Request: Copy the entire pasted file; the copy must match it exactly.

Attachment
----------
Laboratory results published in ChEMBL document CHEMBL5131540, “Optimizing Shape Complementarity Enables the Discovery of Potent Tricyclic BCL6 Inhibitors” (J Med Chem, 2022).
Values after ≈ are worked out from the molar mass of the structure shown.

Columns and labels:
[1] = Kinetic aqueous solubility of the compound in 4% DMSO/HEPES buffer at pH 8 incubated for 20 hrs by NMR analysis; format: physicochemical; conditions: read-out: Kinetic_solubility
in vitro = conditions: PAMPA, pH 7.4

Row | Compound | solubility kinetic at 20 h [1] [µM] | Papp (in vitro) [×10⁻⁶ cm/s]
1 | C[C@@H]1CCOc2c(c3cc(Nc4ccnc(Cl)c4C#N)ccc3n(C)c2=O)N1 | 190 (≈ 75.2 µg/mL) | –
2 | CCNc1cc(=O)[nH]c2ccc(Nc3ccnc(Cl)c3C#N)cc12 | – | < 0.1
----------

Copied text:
Laboratory results published in ChEMBL document CHEMBL5131540, “Optimizing Shape Complementarity Enables the Discovery of Potent Tricyclic BCL6 Inhibitors” (J Med Chem, 2022).
Values after ≈ are worked out from the molar mass of the structure shown.

Columns and labels:
[1] = Kinetic aqueous solubility of the compound in 4% DMSO/HEPES buffer at pH 8 incubated for 20 hrs by NMR analysis; format: physicochemical; conditions: read-out: Kinetic_solubility
in vitro = conditions: PAMPA, pH 7.4

Row | Compound | solubility kinetic at 20 h [1] [µM] | Papp (in vitro) [×10⁻⁶ cm/s]
1 | C[C@@H]1CCOc2c(c3cc(Nc4ccnc(Cl)c4C#N)ccc3n(C)c2=O)N1 | 190 (≈ 75.2 µg/mL) | –
2 | CCNc1cc(=O)[nH]c2ccc(Nc3ccnc(Cl)c3C#N)cc12 | – | < 0.1